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Don't Underestimate Budgies

By Michelle Yesney

When most people think of pet birds, they think of budgies (parakeets in the U.S.).  The smallest hookbills, 30 grams and about 4 inches long.  The first pet of dozens of children.  What they usually remember is one forlorn little bird in a small cage with a swing, a cuttle bone, a small dish of gravel, and a couple of dowel perches.  He lived on a seed diet (Hartz Mountain, bought at the grocery store), with (maybe) an occasional small dish of “treat” (yellowish powder with a few seeds in it). 

If he was a very lucky little bird, someone in the family tried to tame him, clipping his wings and taking him out of the cage to ride around on a shoulder.  He might be allowed to wander around on the dining room table while the family ate dinner, sampling everyone's plate.  In some cases, he learned to talk, picking up the family's heavily emphasized phrases (“Hurry up!  You're late!  Make your bed!  Pick up your toys!”)  He bathed in his water dish, pooped on the furniture, and scattered chaff from his seed every time he flapped his wings (at least – that's what your mom always remembered).

Even with his unhealthy diet, if he came out of his cage to play regularly your little budgie probably lived at least ten years – many times to 15 or more years.

Some people have somewhat blurry or indifferent memories of the little bird that lived in an empty boring little cage.  Cleaning the cage was a pain, your budgie didn't talk, he bit you when you poked him through the bars.  Others have a positive memory of a colorful small bird, full of energy, and anxious to be part of the family's life.

The saddest part of these memories is all of the potential that was wasted.  Budgies, like virtually all birds, have varying and interesting personalities and given the proper environment, play and argue and find endless ways of entertaining themselves and everyone around them.    Placed in a small carrier, many budgies will try to turn themselves inside-out in the corners.  If you put several budgies together, they constitute their own soap opera, gossiping and chasing each other and switching partners at will (, like the Holidays on our website.  In the morning, the males will congregate after breakfast to exchange stories and do a little boy-bonding.  The females will sit at opposite sides of the cage, watching the little group of males for any sign that they might be enjoying themselves excessively.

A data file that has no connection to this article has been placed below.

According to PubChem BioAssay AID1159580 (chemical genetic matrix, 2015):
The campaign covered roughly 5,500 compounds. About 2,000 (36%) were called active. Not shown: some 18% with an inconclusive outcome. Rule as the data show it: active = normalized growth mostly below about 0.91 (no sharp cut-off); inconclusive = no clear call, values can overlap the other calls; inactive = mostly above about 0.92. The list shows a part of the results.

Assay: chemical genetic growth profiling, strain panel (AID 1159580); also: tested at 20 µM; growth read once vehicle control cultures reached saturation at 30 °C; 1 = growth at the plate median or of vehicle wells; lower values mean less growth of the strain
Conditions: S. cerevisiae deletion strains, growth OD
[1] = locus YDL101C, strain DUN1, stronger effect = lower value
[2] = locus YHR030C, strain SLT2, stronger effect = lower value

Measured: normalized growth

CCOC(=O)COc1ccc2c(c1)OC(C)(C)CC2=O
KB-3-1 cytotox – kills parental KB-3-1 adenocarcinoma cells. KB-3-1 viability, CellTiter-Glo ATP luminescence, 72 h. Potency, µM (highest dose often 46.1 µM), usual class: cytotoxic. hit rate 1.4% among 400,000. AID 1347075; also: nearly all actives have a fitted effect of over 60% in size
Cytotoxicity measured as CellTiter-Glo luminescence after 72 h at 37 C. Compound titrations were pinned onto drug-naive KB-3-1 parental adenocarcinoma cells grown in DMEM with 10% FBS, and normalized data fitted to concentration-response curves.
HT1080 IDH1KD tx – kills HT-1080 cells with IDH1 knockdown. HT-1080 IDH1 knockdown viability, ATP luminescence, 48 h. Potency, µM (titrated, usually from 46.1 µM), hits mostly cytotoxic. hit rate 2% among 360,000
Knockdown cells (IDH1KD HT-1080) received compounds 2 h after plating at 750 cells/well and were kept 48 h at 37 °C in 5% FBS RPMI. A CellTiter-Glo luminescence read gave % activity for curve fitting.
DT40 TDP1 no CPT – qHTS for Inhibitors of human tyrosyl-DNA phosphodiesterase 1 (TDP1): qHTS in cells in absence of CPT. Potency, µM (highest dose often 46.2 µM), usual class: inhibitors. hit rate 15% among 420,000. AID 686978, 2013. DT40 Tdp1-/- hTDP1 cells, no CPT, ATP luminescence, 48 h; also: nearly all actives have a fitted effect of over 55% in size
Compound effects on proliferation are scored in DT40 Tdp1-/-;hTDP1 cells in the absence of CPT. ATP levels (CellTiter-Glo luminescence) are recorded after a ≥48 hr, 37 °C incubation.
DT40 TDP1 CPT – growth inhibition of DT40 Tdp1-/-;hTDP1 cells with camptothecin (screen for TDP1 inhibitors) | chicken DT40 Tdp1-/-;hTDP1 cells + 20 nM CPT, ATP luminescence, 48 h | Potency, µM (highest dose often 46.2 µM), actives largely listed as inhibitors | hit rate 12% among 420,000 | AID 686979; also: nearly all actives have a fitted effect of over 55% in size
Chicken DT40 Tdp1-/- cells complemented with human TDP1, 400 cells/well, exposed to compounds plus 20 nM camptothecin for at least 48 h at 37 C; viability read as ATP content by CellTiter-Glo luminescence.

Then everyone gets on with the business of the day – swinging, chewing up shredders and other crunchable toys, ringing bells, slamming noisy toys around, arguing about politics and carrots.  Budgie business is endless and varied.  At some point, the male budgies go to work, sitting near each other and “budgering” – gurgling and chatting and mumbling softly, making a gentle torrent of waterfall budgie noises to fill the household with the sounds of happy, contented birds.

When it's time to come out and play with people, they will cling to the side of the cage and call out for attention.  Sometimes they make the demanding “budgie squawk”, sometimes they do it in people language:

A cageful of budgies makes a home more home-like, a life more lively, and a dull day will cease to be dull when it's full of birds of every color.   If you think you've outgrown budgies, then you've just never really become acquainted with them at all.